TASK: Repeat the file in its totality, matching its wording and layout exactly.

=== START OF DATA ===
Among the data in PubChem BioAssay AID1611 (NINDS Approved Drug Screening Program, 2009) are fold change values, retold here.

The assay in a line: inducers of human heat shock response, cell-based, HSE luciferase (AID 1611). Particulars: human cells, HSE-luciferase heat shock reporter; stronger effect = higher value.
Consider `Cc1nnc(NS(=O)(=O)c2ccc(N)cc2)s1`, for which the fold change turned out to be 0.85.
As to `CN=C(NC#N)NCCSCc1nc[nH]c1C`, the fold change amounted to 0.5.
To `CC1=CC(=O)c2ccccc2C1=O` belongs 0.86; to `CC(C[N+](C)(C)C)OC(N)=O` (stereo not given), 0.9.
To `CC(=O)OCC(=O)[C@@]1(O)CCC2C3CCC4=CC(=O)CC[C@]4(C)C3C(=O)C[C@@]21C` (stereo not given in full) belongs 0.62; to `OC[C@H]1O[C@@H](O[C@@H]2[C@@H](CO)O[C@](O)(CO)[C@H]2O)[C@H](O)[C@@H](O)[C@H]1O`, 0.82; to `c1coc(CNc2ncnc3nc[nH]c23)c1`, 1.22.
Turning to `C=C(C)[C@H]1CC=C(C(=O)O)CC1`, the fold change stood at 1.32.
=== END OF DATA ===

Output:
Among the data in PubChem BioAssay AID1611 (NINDS Approved Drug Screening Program, 2009) are fold change values, retold here.

The assay in a line: inducers of human heat shock response, cell-based, HSE luciferase (AID 1611). Particulars: human cells, HSE-luciferase heat shock reporter; stronger effect = higher value.
Consider `Cc1nnc(NS(=O)(=O)c2ccc(N)cc2)s1`, for which the fold change turned out to be 0.85.
As to `CN=C(NC#N)NCCSCc1nc[nH]c1C`, the fold change amounted to 0.5.
To `CC1=CC(=O)c2ccccc2C1=O` belongs 0.86; to `CC(C[N+](C)(C)C)OC(N)=O` (stereo not given), 0.9.
To `CC(=O)OCC(=O)[C@@]1(O)CCC2C3CCC4=CC(=O)CC[C@]4(C)C3C(=O)C[C@@]21C` (stereo not given in full) belongs 0.62; to `OC[C@H]1O[C@@H](O[C@@H]2[C@@H](CO)O[C@](O)(CO)[C@H]2O)[C@H](O)[C@@H](O)[C@H]1O`, 0.82; to `c1coc(CNc2ncnc3nc[nH]c23)c1`, 1.22.
Turning to `C=C(C)[C@H]1CC=C(C(=O)O)CC1`, the fold change stood at 1.32.